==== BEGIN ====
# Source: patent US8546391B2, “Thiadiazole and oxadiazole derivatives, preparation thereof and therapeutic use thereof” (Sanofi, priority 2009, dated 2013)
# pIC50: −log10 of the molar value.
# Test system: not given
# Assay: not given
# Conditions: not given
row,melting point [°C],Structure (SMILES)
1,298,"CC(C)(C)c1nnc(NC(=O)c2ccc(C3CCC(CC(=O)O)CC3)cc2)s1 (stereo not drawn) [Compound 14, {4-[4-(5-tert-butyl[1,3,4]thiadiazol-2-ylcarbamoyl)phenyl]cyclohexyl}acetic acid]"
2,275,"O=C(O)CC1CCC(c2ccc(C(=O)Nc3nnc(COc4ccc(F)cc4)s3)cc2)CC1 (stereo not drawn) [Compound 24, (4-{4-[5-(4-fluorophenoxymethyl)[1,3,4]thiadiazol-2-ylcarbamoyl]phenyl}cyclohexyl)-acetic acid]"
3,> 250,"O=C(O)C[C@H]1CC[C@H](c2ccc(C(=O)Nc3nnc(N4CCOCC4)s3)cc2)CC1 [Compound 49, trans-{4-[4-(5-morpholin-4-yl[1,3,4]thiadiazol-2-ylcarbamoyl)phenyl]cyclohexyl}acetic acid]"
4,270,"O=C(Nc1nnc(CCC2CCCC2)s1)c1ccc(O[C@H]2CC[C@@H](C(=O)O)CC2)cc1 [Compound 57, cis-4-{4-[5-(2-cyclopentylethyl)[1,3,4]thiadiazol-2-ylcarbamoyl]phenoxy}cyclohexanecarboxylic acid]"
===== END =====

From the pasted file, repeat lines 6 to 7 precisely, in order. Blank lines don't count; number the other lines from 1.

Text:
row,melting point [°C],Structure (SMILES)
1,298,"CC(C)(C)c1nnc(NC(=O)c2ccc(C3CCC(CC(=O)O)CC3)cc2)s1 (stereo not drawn) [Compound 14, {4-[4-(5-tert-butyl[1,3,4]thiadiazol-2-ylcarbamoyl)phenyl]cyclohexyl}acetic acid]"